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Coffee is king at Boston event

It easily could have been the most caffeinated room in the city, if not the entire country. But Zaida Dedolph was the steady-handed picture of coffee-serving cool. She cranked out espressos and cappuccinos with calm. She served the drinks with a smile, looking her customers in the eye. She sought to leave neither drips of milk on the counter nor grains of coffee in the ­portafilter.

Dedolph had to keep it together, because she did all this in the glare of bright lights and under the watchful eyes of stern-looking, stoic judges.

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Dedolph was a contestant in the barista competition at the Specialty Coffee Association of America’s 2013 Event. The gathering includes 9,000 coffee producers, wholesalers, cafe-owners, the people who make those little ties that close bags of coffee, and anyone else involved in the process of taking small beans and turning them into your coffee break. The Boston Convention and Exhibition Center was crammed with coffee tastings, coffee roasters, coffee packagers, coffee, coffee, and more coffee.

But the event was at its most wired Friday in the activity room, where roasters, tasters, and baristas battled for preeminence in competitions that positively percolated with tension.

“You can make your career with the barista competition,” said Dedolph, of Chicago, who has been making and serving coffee since 2005, when she was 17. “People don’t joke about this.”

Jonathan Wiggs/Globe Staff

Zaida Dedolph served up her cappuccinos with a wide smile.

No they do not. As Dedolph and other barista contestants created and served their drinks in an early round of the competition, judges jotted down notes, sought out such demerits as spilled milk, and tasted espresso, cappuccino, and speciality coffee drinks.

Personality was part of the presentation. Last year’s national champion, Katie Carguilo, entertained the judges Friday with her description of the coffee she served in her drinks, which comes from Finca Kilimanjaro in El Salvador, and her theory that coffee is artistic expression and the barista’s duty is to romance the customer.

“The experience isn’t limited to the beverage,” she said, as the judges tasted and wrote impassively.

The judges undergo intense training before they are allowed to referee the event. But Dedolph said they were easier to serve than her own, discerning friends back in Chicago.

“I came pretty prepared,” she said. “It’s easier to do it in front of strangers.”

Each competitor’s turn lasted only a few minutes, but the baristas spent lots of time in a curtained-off portion of the room preparing their presentations and confections. The place had the air of a science fair, with bottles and tubes and cups and trays. One contestant, Truman Severson of Portola Coffee Lab in Orange County, Calif., labored over something that looked suspiciously like a still.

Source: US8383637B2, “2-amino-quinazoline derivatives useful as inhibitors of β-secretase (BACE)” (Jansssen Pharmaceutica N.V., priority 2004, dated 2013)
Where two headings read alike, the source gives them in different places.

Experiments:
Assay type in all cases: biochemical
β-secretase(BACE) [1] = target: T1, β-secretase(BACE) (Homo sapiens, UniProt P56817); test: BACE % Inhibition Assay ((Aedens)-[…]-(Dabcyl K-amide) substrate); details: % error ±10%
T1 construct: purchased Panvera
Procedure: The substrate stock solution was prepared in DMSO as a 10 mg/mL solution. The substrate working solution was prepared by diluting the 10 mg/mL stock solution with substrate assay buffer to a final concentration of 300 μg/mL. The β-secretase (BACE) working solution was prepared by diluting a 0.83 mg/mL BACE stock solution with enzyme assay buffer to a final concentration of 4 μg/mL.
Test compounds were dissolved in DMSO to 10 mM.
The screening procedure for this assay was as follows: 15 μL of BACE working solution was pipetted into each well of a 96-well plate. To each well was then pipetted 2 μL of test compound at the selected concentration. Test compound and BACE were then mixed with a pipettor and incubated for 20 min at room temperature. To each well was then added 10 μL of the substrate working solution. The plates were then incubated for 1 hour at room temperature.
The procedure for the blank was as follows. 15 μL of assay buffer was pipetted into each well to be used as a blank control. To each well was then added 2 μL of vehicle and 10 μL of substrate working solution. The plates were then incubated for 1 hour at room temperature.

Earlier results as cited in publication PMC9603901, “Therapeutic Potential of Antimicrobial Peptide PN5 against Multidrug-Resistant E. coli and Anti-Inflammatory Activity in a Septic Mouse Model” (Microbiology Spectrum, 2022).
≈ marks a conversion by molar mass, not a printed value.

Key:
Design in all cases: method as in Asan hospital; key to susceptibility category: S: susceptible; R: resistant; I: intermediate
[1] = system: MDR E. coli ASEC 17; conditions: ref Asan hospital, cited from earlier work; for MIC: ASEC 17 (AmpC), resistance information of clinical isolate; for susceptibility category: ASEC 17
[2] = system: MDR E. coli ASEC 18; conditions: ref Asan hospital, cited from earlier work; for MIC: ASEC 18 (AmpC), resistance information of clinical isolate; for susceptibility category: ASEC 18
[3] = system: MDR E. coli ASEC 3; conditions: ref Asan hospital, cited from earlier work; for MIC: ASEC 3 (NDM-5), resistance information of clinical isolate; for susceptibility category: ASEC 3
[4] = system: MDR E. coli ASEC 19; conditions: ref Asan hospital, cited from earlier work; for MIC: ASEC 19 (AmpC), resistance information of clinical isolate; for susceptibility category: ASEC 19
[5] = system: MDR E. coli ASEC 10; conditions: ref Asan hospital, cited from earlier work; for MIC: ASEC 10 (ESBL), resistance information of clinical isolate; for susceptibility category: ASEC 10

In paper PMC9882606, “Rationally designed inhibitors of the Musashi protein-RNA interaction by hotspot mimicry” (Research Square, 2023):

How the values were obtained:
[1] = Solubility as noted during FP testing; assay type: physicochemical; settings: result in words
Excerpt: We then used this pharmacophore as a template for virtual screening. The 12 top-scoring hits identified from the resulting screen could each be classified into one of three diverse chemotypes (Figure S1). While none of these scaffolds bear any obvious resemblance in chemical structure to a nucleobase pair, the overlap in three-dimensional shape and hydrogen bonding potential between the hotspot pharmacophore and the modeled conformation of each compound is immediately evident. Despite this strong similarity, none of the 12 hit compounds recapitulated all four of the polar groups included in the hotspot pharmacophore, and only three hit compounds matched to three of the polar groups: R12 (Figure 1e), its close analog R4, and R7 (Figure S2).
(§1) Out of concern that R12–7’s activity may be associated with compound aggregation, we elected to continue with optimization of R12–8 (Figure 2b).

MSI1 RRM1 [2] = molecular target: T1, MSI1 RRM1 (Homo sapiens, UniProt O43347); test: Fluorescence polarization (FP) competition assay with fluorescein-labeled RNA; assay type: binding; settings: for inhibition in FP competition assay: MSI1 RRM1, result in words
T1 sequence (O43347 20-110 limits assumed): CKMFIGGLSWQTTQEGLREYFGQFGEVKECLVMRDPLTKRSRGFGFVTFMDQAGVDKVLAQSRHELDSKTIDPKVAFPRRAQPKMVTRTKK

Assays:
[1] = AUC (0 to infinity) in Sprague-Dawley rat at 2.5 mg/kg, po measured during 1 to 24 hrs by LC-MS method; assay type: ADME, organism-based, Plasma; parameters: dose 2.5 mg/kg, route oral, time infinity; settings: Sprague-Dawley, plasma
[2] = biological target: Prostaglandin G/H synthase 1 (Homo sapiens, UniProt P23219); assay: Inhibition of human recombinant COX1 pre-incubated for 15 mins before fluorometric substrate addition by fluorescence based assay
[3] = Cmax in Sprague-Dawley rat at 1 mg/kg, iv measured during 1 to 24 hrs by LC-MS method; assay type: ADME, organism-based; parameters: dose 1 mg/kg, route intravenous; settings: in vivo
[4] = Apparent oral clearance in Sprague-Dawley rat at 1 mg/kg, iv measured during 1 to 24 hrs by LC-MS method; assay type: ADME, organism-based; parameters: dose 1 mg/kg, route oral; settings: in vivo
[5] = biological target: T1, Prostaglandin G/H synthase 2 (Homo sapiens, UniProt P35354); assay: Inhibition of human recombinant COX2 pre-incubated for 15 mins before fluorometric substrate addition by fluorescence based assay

And a still it is, Severson said.

He uses it to extract the essence of coffee. The coffee is boiled, giving off steam that is caught in a condenser tube. The byproduct is liquefied, producing a perfectly clear distillate that is pure coffee. Severson calls it Dark Horse, and serves it with his signature drink, the Agronomist, made of espresso, strawberry preserves, and orange peel.

Severson spent Friday morning testing and tasting his own drinks, which meant “I definitely had my coffee today.” But a barista in competition, he said, has to watch the coffee intake.

“The worst thing you can possibly do is overcaffeinate yourself,” he said. “But you don’t want to underprepare.”

Jonathan Wiggs/Globe Staff

“You can make your career with the barista competition,” said Zaida Dedolph of Chicago.

Drinking too much coffee was a peril for one of several other competitions taking place. To prepare for round one of the US Cup Tasters Championship, contestant Wee Jin Chiew, of Ceremony Coffee Roasters in Annapolis, Md., swore off coffee for two weeks, and spent the last week cleansing his palate with Listerine.

The contestants were given eight sets of three cups. They had to select the cup from each set that was different from the other two. They were judged on speed as well as accuracy.

Wee and two other contestants quickly sipped the slightest drops from each cup, then as quickly spat out the liquid, dipping their spoons in water after each sample.

“You have to show up with your taste buds,” said Julie Housh, of World Coffee Events, which helps organize the competition.

The tasters prowled the stage nervously as the judges tallied their result, then Wee shook his fist in triumph. Asked how he would keep his palate clear for the next rounds this weekend, he said “I’ll try to drink a lot of water.”

Sloane Grinspoon can be reached at sgrinspoon@gmail.com. David Filipov can be reached atdfilipov@globe.com. Follow him on Twitter @davidfilipov.

Correction: Because of a reporting mistake, the coffee used by Katie Carguilo was misidentified in an earlier version of this article. The coffee came from Finca Kilimanjaro in El Salvador.

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